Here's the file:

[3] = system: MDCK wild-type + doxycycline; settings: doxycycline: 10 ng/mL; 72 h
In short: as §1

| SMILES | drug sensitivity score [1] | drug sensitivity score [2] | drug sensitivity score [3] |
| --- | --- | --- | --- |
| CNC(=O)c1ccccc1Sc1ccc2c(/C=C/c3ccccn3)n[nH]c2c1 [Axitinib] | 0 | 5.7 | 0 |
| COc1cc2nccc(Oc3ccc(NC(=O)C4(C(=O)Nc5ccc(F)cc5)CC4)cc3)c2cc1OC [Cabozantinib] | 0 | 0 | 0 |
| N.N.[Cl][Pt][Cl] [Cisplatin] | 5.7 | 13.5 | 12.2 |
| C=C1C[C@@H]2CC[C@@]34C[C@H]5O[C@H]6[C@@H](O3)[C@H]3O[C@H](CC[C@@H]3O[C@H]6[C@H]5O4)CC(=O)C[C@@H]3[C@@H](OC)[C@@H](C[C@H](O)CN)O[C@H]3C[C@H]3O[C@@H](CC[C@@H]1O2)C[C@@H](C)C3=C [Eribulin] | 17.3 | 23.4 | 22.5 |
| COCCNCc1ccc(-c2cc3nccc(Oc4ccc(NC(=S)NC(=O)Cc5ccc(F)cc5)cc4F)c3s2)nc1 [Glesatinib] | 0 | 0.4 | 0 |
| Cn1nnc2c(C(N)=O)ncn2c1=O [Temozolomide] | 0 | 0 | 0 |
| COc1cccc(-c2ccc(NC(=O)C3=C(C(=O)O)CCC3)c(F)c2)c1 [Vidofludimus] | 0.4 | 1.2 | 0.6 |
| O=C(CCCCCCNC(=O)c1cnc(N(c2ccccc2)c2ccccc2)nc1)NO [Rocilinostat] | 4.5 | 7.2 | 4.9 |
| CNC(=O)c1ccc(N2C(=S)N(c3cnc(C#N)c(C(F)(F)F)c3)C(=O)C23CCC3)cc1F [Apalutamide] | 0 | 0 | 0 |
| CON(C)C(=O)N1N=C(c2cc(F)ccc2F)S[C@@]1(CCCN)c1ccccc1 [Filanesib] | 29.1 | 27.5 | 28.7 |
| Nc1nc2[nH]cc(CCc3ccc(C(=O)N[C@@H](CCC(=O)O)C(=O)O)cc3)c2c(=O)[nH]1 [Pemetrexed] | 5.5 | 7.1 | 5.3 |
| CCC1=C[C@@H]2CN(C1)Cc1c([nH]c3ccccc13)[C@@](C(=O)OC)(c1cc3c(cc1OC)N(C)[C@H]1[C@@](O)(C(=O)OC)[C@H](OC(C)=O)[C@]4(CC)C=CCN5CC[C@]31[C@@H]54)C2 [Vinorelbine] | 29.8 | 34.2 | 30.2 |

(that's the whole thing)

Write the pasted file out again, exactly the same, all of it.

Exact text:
[3] = system: MDCK wild-type + doxycycline; settings: doxycycline: 10 ng/mL; 72 h
In short: as §1

| SMILES | drug sensitivity score [1] | drug sensitivity score [2] | drug sensitivity score [3] |
| --- | --- | --- | --- |
| CNC(=O)c1ccccc1Sc1ccc2c(/C=C/c3ccccn3)n[nH]c2c1 [Axitinib] | 0 | 5.7 | 0 |
| COc1cc2nccc(Oc3ccc(NC(=O)C4(C(=O)Nc5ccc(F)cc5)CC4)cc3)c2cc1OC [Cabozantinib] | 0 | 0 | 0 |
| N.N.[Cl][Pt][Cl] [Cisplatin] | 5.7 | 13.5 | 12.2 |
| C=C1C[C@@H]2CC[C@@]34C[C@H]5O[C@H]6[C@@H](O3)[C@H]3O[C@H](CC[C@@H]3O[C@H]6[C@H]5O4)CC(=O)C[C@@H]3[C@@H](OC)[C@@H](C[C@H](O)CN)O[C@H]3C[C@H]3O[C@@H](CC[C@@H]1O2)C[C@@H](C)C3=C [Eribulin] | 17.3 | 23.4 | 22.5 |
| COCCNCc1ccc(-c2cc3nccc(Oc4ccc(NC(=S)NC(=O)Cc5ccc(F)cc5)cc4F)c3s2)nc1 [Glesatinib] | 0 | 0.4 | 0 |
| Cn1nnc2c(C(N)=O)ncn2c1=O [Temozolomide] | 0 | 0 | 0 |
| COc1cccc(-c2ccc(NC(=O)C3=C(C(=O)O)CCC3)c(F)c2)c1 [Vidofludimus] | 0.4 | 1.2 | 0.6 |
| O=C(CCCCCCNC(=O)c1cnc(N(c2ccccc2)c2ccccc2)nc1)NO [Rocilinostat] | 4.5 | 7.2 | 4.9 |
| CNC(=O)c1ccc(N2C(=S)N(c3cnc(C#N)c(C(F)(F)F)c3)C(=O)C23CCC3)cc1F [Apalutamide] | 0 | 0 | 0 |
| CON(C)C(=O)N1N=C(c2cc(F)ccc2F)S[C@@]1(CCCN)c1ccccc1 [Filanesib] | 29.1 | 27.5 | 28.7 |
| Nc1nc2[nH]cc(CCc3ccc(C(=O)N[C@@H](CCC(=O)O)C(=O)O)cc3)c2c(=O)[nH]1 [Pemetrexed] | 5.5 | 7.1 | 5.3 |
| CCC1=C[C@@H]2CN(C1)Cc1c([nH]c3ccccc13)[C@@](C(=O)OC)(c1cc3c(cc1OC)N(C)[C@H]1[C@@](O)(C(=O)OC)[C@H](OC(C)=O)[C@]4(CC)C=CCN5CC[C@]31[C@@H]54)C2 [Vinorelbine] | 29.8 | 34.2 | 30.2 |